strokeOpacity: 1,
            scale: 4
        };
        
        // Create the polyline.
        var line = new google.maps.Polyline({
            path: linePath,
            strokeColor: red,
            strokeOpacity: 0,
            strokeWeight: 4,
            icons: [{
                icon: lineSymbol,
                offset: 0,
                repeat: 20px
            }]
        });
        
        // Add the polyline to the map.
        line.setMap(map);
    }
</script>

Running this code in a browser will display a map that looks like the following image:

Screen shot of a Google Map showing an example of the polyline.

Create a polyline in Bing Maps

Bing Maps also supports polylines. One key difference is that the Polyline class in Bing Maps accepts two parameters, the first is an array of coordinates that define the path of the polyline, the second is a set of options that define how to render the polyline. Another key difference is that creating dashed lines is much easier.

<script>
    var map;
    function initMap() {
        map = new Microsoft.Maps.Map('#myMap', {
            center: new Microsoft.Maps.Location(40.747, -73.985),
            zoom: 8
        });
        
        var center = map.getCenter();
        
        // Create array of locations.
        var linePath = \[
            center,
            new Microsoft.Maps.Location(center.latitude-0.5, center.longitude-1),
            new Microsoft.Maps.Location(center.latitude-0.5, center.longitude+1)
        \];
        
        // Create a polyline
        var line = new Microsoft.Maps.Polyline(linePath, {
            strokeColor: red,
            strokeDashArray: \[4, 4\],
            strokeThickness: 4
        });
        
        // Add the polyline to map
        map.entities.push(line);
    }
</script>

Running this code in a browser will display a map that looks like the following image:

Screen shot of a map in Bing Maps showing an example of the polyline.

[Try it now]

Additional information on creating polylines in Bing Maps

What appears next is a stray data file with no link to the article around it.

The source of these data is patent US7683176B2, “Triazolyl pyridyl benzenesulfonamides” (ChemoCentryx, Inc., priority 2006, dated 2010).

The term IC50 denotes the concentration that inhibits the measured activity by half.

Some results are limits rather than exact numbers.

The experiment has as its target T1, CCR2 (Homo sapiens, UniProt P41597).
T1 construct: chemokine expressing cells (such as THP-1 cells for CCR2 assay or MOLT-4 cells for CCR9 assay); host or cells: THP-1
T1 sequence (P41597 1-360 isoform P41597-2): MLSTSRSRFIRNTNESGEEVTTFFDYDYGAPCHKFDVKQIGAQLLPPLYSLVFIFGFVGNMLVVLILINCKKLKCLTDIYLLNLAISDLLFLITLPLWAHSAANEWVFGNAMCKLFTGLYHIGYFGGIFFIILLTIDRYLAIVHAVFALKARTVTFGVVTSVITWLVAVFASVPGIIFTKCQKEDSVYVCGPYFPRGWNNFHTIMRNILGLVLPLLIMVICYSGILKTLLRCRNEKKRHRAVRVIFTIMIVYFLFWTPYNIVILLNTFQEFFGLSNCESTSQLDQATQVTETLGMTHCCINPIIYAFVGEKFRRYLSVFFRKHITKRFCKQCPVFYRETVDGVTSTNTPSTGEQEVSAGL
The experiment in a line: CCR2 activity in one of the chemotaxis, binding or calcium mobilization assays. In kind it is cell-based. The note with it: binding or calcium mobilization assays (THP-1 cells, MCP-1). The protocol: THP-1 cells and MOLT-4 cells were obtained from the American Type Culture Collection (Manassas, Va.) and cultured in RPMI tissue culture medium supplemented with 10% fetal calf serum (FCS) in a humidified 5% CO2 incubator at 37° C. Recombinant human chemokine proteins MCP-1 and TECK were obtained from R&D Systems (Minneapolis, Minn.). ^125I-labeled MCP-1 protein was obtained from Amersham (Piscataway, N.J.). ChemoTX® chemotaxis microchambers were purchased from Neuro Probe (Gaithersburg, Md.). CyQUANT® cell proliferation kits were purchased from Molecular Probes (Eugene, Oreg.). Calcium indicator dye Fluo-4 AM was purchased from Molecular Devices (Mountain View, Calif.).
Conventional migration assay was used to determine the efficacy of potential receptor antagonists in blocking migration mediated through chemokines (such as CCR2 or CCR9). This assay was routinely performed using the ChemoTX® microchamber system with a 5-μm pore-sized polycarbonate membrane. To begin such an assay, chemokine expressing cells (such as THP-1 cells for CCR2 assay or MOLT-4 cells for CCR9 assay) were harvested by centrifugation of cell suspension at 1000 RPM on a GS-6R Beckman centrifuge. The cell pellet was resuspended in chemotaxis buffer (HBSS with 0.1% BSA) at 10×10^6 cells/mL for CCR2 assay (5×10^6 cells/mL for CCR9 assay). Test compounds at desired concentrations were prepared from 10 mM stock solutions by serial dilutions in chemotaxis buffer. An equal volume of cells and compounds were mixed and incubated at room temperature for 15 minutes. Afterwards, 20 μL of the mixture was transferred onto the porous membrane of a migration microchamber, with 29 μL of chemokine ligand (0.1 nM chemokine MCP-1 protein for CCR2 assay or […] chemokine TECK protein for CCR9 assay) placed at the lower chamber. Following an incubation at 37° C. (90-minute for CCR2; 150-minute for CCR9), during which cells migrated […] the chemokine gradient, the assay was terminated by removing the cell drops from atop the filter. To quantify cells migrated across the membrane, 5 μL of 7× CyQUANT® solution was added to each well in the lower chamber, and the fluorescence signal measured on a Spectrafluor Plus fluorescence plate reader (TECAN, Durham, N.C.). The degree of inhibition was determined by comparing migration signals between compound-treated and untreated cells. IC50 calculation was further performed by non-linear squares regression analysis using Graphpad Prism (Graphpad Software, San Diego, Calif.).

Create a Polygon

Polygons are used to represent an area on the map. Bing Maps and Google Maps provide very similar support for polygons. The following examples show how to create a polygon that forms a triangle based on the center coordinate of the map.

Create a polygon in Google Maps

In Google Maps, the Polygon class takes in a set of options. An array of coordinates is passed in the paths option of the polygon.

<script>
    var map;
    function initMap() {
        map = new google.maps.Map(document.getElementById('myMap'), {
            center: new google.maps.LatLng(40.747, -73.985),
            zoom: 8
        });
        var center = map.getCenter();
        
        // Create array of locations to form a ring.
        var exteriorRing = \[
            center,
            new google.maps.LatLng(center.lat() - 0.5, center.lng() - 1),
            new google.maps.LatLng(center.lat() - 0.5, center.lng() + 1),
            center
        \];
        
        // Create a polygon.
        var polygon = new google.maps.Polygon({
            paths: exteriorRing,
            strokeColor: red,
            strokeWeight: 2,
            fillColor: rgba(0, 255, 0, 0.5)
        });
        
        // Add the polygon to the map
        polygon.setMap(map);
    }
</script>

Running this code in a browser will display a map that looks like the following image:

Screen shot of a Google Map showing an example of the polyline that forms a triangle with a lime green fill color.

Create a polygon in Bing Maps